His company helps power the “closed-loop” ASIST maintenance service system used by Mack Trucks and Volvo Trucks North America and also just introduced a new “visualization tool” for truck maintenance operations here at the 2017 Technology & Maintenance Council (TMC) annual meeting.
And somehow, in the midst of all of that, Riemer found time to pen a new white paper for Decisiv entitled VMRS: The Next Level to illustrate how transportation and logistics firms can use the vehicle maintenance reporting standards or “VRMS” codes developed by TMC to improve their operations.
“Inconsistent usage, limited adoption and misconceptions have minimized the broader value of VMRS,” he explained during a press conference here in Nashville this week.
“Too many people in the transportation industry think that VMRS is only a nine-digit component code, a practice that only takes advantage of three of the 84 available code keys,” Reimer said. “However, this grossly undervalues the power and value of VMRS as the standard, universal language for service event and asset maintenance.”
Indeed, it would seem a no-brainer that truck manufacturers and their fleet customers should be able to share more detailed diagnostic data in order to maximize vehicle uptime.
But in an interview with Reimer conducted before this week’s TMC convention, he stressed that is not quite as simple as it sounds, especially when warranty claims are involved.
That’s where the need to understand “Big Data” and its relation to maintenance is so vital, Reimer told me. Here are some other insights he shared from our question and answer session:
How is the use of 'big data' and remote diagnostics altering traditional truck maintenance practices?
The use of big data to more proactively understand fault code severity and provide guidance on condition or “usage” based maintenance is a very important part of the overall service and repair strategy across the trucking industry.
However, just telling a fleet that there is a problem or that their asset needs attention is only a piece of the puzzle. In too many situations, this results in an email and/or a phone call but not truly “actionable information.”
We need to take the "intelligence" from their [truck OEM] big data analysis of engine performance and fault codes – especially the severity level of such codes and recommended repair plans – and combine them with business rules on who to contact/alert at the fleet. It’s also about facilitating electronic communication, service scheduling and then end-to-end service event monitoring and updates.
Can “Big Data” really improve vehicle uptime? How does such data allow fleets to improve maintenance?
There is a difference between “big data” and “lots of data.” In many cases, fleets have lots of data, but it is of poor quality and comes well after the fact via hand-entered invoices with poor VMRS coding, paper inspection forms transcribed with errors, limited oversight on external repairs and downtime are just a few of the culprits.
However, with better tools, “lots of data” can become useful big data, which can improve decision-making [and] significantly reduce and possibly even eliminate unscheduled service events.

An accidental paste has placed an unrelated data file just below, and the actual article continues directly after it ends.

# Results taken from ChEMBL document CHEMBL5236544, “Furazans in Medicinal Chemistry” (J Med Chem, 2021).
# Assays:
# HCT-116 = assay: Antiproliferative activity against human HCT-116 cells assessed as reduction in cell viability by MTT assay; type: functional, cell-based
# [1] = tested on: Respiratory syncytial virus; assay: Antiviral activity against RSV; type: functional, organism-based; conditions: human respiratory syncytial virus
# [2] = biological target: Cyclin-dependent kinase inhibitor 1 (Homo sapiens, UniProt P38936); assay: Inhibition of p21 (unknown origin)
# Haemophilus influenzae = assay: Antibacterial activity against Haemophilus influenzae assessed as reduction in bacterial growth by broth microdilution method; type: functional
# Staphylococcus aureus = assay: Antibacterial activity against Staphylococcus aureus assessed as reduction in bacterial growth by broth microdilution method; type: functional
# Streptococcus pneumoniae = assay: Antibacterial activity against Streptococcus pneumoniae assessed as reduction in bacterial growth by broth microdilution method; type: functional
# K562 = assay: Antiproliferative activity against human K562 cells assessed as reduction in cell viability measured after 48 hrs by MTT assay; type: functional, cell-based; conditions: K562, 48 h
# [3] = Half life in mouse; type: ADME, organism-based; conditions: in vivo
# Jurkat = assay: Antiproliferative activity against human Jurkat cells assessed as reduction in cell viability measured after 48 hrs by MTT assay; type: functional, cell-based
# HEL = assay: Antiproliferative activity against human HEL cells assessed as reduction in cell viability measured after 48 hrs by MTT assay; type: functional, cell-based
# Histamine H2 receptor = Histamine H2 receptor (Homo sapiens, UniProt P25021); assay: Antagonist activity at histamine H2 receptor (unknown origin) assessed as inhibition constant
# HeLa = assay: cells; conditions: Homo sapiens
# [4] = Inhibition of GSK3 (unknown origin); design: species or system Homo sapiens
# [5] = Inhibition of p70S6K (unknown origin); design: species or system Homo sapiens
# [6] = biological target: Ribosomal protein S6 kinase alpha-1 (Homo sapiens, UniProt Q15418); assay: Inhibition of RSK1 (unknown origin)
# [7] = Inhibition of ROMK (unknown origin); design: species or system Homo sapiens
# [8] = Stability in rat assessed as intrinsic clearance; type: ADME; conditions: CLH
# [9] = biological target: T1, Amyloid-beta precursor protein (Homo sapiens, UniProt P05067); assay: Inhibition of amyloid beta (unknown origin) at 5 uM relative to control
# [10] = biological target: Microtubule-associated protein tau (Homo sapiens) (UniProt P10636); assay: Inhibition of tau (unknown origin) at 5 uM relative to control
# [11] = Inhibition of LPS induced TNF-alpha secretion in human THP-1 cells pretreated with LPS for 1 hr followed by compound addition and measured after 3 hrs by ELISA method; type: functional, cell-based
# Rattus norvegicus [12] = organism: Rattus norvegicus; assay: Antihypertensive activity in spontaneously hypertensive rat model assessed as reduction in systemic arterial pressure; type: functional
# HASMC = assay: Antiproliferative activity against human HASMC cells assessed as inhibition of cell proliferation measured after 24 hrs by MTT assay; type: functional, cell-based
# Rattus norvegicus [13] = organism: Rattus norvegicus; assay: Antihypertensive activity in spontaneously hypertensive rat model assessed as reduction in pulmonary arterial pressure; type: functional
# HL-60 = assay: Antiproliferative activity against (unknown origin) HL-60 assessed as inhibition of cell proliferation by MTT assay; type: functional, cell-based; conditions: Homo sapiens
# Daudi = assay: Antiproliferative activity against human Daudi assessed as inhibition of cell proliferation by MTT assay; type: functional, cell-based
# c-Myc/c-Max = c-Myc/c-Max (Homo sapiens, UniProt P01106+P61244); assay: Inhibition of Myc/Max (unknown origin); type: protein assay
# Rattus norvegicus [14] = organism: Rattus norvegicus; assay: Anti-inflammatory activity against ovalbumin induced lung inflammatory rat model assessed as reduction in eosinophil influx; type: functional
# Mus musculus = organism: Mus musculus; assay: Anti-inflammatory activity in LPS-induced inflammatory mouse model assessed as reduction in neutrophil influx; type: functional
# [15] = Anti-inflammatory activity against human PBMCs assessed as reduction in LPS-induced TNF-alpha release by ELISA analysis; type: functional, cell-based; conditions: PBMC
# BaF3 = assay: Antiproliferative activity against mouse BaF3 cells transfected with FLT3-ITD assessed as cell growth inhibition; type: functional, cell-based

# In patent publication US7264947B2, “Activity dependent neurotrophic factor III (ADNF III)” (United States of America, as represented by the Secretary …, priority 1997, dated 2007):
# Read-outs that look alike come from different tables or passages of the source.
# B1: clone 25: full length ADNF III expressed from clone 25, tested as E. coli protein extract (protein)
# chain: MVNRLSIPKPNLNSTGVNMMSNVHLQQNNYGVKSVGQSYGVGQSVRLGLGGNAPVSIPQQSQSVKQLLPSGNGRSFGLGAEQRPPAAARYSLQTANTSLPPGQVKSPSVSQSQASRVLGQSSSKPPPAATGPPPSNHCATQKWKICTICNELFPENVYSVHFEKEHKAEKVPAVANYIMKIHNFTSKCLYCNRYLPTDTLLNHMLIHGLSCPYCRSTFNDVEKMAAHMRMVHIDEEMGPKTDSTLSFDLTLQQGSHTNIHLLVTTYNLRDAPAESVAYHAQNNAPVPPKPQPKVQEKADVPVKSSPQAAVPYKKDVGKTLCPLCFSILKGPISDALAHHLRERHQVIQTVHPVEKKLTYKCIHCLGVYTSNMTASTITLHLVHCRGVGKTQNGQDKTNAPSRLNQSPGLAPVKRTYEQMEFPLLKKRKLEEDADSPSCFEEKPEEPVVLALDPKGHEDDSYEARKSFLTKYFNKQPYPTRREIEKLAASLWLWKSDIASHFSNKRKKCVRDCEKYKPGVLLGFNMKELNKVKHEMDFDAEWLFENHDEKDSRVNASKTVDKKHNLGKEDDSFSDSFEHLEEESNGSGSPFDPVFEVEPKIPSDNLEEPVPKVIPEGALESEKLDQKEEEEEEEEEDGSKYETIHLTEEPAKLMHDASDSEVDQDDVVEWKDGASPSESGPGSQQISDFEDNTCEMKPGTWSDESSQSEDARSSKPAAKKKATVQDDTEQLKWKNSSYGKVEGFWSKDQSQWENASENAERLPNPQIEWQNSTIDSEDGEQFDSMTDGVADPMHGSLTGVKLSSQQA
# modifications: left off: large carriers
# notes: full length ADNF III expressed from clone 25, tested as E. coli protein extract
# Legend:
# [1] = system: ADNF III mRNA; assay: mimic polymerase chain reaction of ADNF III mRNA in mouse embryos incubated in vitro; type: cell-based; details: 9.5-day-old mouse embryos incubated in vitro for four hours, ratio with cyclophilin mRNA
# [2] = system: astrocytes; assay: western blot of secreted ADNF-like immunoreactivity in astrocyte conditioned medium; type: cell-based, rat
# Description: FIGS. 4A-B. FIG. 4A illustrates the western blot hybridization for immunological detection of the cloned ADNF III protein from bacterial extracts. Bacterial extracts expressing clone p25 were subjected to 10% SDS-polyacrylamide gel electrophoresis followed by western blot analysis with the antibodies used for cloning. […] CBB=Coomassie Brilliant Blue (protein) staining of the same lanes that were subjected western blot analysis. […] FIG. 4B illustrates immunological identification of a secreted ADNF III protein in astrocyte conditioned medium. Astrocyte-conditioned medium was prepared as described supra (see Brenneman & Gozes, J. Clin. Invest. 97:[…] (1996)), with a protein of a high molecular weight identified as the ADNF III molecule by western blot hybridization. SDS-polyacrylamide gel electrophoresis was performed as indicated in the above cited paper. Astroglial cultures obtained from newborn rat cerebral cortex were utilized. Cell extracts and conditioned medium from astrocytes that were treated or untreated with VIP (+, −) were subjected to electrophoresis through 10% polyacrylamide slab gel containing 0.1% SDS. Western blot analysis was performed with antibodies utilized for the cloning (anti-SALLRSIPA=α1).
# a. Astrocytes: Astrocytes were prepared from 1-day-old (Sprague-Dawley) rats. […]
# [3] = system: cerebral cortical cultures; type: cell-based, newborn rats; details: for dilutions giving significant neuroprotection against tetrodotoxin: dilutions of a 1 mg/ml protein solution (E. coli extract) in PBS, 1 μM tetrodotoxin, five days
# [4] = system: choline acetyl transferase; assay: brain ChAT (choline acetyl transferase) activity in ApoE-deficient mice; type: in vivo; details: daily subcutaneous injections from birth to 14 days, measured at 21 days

Also, data access is critical both during and after service events. If you rely only on after the fact data capture you miss opportunities to course correct or change the outcome.
For instance, going into a service event with knowledge of fault code severity, recommended repair plans, past performance of your specific service providers – including average downtime – pending operations and maintenance status as well as any OEM recalls and service bulletins arms you with information to make the best decision possible for your fleet and your drivers.
Is the broader availability of data changing the skill sets of maintenance managers and technicians?
Management of service events and the ability to make maintenance a strategic process and a competitive advantage going forward will be more about managing and using information to improve decision making and less about one's knowledge of a how to actually fix a truck.
In other words, fleets who invest in the right people, process and technology for managing service events will see increased asset availability and a lower total cost of ownership. Increasing amounts of truck operational and performance details and the general complexity of trucks will continue to make it hard to find qualified technicians.
In your view, what is the “next frontier” in terms of using “Big Data” to improve truck maintenance?
I believe fleets – except the really big ones – will not have detailed access to the underpinnings of an OEM's truck performance. The number of proprietary sensors and other information captured by OEMs will be a key differentiator for them. This includes both condition-based maintenance and other predictive replacement opportunities.
OEMs are very hesitant to pay a warranty claim on a "working" item unless the OEM was the one that told you to replace it. In other words, they will only trust and support their own algorithms.
The “next frontier” for fleets is to ensure that they have the people, process and technology to take advantage of data from multiple sources and ensure that the information is fully actionable and available in both real-time for improved decision making and after the fact for analytics and reporting.
The more a fleet can understand what data was available and what happened will enable them to have a clearer process for decision making.